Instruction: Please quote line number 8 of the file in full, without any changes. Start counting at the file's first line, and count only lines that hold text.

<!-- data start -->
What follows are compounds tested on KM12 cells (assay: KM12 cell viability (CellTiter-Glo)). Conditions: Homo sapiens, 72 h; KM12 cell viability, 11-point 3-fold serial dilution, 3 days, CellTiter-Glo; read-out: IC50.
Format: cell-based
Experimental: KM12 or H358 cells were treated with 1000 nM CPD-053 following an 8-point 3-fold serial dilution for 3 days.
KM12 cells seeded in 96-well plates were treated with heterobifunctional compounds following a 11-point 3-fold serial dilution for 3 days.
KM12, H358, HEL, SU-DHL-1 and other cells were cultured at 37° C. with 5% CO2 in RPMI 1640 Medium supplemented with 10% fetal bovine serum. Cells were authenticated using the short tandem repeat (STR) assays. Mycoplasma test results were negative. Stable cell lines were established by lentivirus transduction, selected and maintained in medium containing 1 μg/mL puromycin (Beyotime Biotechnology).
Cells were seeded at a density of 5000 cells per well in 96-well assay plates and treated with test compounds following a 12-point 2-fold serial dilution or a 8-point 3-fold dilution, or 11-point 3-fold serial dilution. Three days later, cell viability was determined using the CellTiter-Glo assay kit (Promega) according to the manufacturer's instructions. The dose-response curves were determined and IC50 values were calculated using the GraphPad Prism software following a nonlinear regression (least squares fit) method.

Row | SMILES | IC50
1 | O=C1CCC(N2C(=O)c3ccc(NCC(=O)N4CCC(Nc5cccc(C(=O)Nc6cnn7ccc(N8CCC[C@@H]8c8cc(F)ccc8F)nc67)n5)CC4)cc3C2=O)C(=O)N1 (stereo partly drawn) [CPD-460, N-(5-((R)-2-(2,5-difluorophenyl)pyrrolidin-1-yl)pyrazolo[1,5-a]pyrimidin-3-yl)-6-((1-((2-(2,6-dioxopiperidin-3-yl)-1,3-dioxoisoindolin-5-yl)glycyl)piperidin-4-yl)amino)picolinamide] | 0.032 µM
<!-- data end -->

1 | O=C1CCC(N2C(=O)c3ccc(NCC(=O)N4CCC(Nc5cccc(C(=O)Nc6cnn7ccc(N8CCC[C@@H]8c8cc(F)ccc8F)nc67)n5)CC4)cc3C2=O)C(=O)N1 (stereo partly drawn) [CPD-460, N-(5-((R)-2-(2,5-difluorophenyl)pyrrolidin-1-yl)pyrazolo[1,5-a]pyrimidin-3-yl)-6-((1-((2-(2,6-dioxopiperidin-3-yl)-1,3-dioxoisoindolin-5-yl)glycyl)piperidin-4-yl)amino)picolinamide] | 0.032 µM